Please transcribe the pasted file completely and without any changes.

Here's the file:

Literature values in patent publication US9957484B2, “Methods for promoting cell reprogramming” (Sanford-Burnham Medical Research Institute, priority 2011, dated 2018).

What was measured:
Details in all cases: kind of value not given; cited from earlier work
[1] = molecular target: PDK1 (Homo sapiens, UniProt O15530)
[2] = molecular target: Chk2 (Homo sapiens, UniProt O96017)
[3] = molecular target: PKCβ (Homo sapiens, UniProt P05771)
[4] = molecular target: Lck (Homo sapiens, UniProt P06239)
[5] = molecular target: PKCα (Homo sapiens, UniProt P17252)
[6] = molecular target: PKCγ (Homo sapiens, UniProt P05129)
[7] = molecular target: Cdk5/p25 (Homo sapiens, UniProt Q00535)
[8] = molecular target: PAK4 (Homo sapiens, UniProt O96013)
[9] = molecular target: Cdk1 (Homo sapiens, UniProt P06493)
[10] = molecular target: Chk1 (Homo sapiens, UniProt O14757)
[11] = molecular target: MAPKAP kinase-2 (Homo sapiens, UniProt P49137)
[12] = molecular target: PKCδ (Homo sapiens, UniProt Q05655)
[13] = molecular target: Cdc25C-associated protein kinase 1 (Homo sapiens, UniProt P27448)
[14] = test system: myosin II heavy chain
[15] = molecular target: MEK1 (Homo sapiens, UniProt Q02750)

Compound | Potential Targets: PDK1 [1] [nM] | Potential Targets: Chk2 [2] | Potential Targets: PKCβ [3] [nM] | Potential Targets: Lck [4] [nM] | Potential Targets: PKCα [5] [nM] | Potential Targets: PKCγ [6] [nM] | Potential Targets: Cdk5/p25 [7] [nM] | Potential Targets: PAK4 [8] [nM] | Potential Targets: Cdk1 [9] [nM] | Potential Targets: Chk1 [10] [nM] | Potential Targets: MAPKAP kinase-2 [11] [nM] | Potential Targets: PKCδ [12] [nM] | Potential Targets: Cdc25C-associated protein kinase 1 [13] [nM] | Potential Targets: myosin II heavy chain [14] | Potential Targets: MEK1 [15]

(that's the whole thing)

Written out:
Literature values in patent publication US9957484B2, “Methods for promoting cell reprogramming” (Sanford-Burnham Medical Research Institute, priority 2011, dated 2018).

What was measured:
Details in all cases: kind of value not given; cited from earlier work
[1] = molecular target: PDK1 (Homo sapiens, UniProt O15530)
[2] = molecular target: Chk2 (Homo sapiens, UniProt O96017)
[3] = molecular target: PKCβ (Homo sapiens, UniProt P05771)
[4] = molecular target: Lck (Homo sapiens, UniProt P06239)
[5] = molecular target: PKCα (Homo sapiens, UniProt P17252)
[6] = molecular target: PKCγ (Homo sapiens, UniProt P05129)
[7] = molecular target: Cdk5/p25 (Homo sapiens, UniProt Q00535)
[8] = molecular target: PAK4 (Homo sapiens, UniProt O96013)
[9] = molecular target: Cdk1 (Homo sapiens, UniProt P06493)
[10] = molecular target: Chk1 (Homo sapiens, UniProt O14757)
[11] = molecular target: MAPKAP kinase-2 (Homo sapiens, UniProt P49137)
[12] = molecular target: PKCδ (Homo sapiens, UniProt Q05655)
[13] = molecular target: Cdc25C-associated protein kinase 1 (Homo sapiens, UniProt P27448)
[14] = test system: myosin II heavy chain
[15] = molecular target: MEK1 (Homo sapiens, UniProt Q02750)

Compound | Potential Targets: PDK1 [1] [nM] | Potential Targets: Chk2 [2] | Potential Targets: PKCβ [3] [nM] | Potential Targets: Lck [4] [nM] | Potential Targets: PKCα [5] [nM] | Potential Targets: PKCγ [6] [nM] | Potential Targets: Cdk5/p25 [7] [nM] | Potential Targets: PAK4 [8] [nM] | Potential Targets: Cdk1 [9] [nM] | Potential Targets: Chk1 [10] [nM] | Potential Targets: MAPKAP kinase-2 [11] [nM] | Potential Targets: PKCδ [12] [nM] | Potential Targets: Cdc25C-associated protein kinase 1 [13] [nM] | Potential Targets: myosin II heavy chain [14] | Potential Targets: MEK1 [15]